The size, width, and location of the ledges can differ depending on what they’re intended to hold as well. In addition to grooves, spacers and other cutouts can be placed in the ledge to help them hold specific items more safely. Wider ledges also come in handy when it comes to holding bigger items, while thinner ledges are ideal for smaller or thinner pieces that you intend to display.
Considering Plant Ledges?
With shelves and storage pieces becoming popular as ways to hold plants and other display items, a plant ledge might sound great for some of the rooms in your home. They tend to take a bit more work to install than just a simple shelf, but the look that they create is typically worth the extra effort. You can talk with a contractor or remodeling expert to see how best to incorporate plant ledges into your home.
HomeKeepr can help you to find the contractor you need to get this done as well. Signing up for a new account is free, so join today and get started planning your new look with plant ledges in your home.
First impressions go a long way. This is applicable to not only when you meet someone new, but also when somebody sees your house for the first time. Regardless of whether it’s a friend or colleague coming over to visit or a prospective buyer looking at a property you’re trying to sell, the importance of curb appeal shouldn’t be underestimated.
You might think that it takes a lot of work and money to update the curb appeal of your home, but that doesn’t have to be the case. It’s possible to significantly increase the curb appeal of your home and your property just by changing your landscaping. Here are a few ways that your landscaping can change up the look of your property and give your overall curb appeal a significant boost.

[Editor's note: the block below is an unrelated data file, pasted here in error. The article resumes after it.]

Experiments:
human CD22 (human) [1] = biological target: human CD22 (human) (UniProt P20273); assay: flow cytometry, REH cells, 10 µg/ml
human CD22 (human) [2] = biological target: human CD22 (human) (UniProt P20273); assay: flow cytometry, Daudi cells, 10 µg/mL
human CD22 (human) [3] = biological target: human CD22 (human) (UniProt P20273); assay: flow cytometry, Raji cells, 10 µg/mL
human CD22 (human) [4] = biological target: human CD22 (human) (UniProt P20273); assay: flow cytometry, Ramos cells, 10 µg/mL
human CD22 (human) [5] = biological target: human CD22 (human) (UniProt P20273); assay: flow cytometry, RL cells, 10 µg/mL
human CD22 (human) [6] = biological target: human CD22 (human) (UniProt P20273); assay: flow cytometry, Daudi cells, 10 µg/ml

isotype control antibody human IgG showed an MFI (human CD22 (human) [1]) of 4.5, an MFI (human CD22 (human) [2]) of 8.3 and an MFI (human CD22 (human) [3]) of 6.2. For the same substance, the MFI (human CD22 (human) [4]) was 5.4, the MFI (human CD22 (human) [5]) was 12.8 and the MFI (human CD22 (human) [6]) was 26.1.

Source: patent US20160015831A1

Adjusting Existing Landscaping
It doesn’t take a lot to turn around your existing landscaping and dramatically increase your curb appeal. Depending on the state that your trees, shrubs, and other plants are in, it may just be a matter of trimming everything back and taking the time to shape some of the more unruly growth you’ve got going on. Trim down bushes and create a more uniform texture, cut back overgrown limbs, get vining plants under control, and otherwise reign in your existing growth so that it looks much more manicured.
Once you’ve got your current growth under control, consider adding some accents to your landscaping. This can come in the form of colored mulch or gravel beds to add more definition to some of your flowers or plants, fountains or other features to provide a bit of contrast, and possibly even removing a few plants or moving potted plants to a new area to ease up on crowding and create a bit more symmetry in your yard. Even if you don’t make major changes, these little accents and changes can still make a big difference.
New Landscaping Additions
If you want to make bigger changes, consider adding more plants to your yard that will accentuate what you’ve already got there. Put in additional bushes or shrubs of similar types to what you’ve already got on your property to help fill out areas that seem a bit thin in coverage. Add sod to create more uniform ground coverage so that the various clovers, creepers, and other plants don’t distract from the look of your home. Put in some flowering annuals if most of your landscaping contains plants that don’t really flower to add splashes of color to break up all the green. Just look at what you’ve already got and think about how you might improve it.
Of course, it’s important to remember that sometimes a bit of contrast can really help your landscaping as well. Don’t be afraid to add flowers or other plants that don’t seem to go with everything else if you find something that you really want to stand out. If you take the time to come up with a landscaping plan that will be visually striking, it will really get people’s attention the first time they see your home.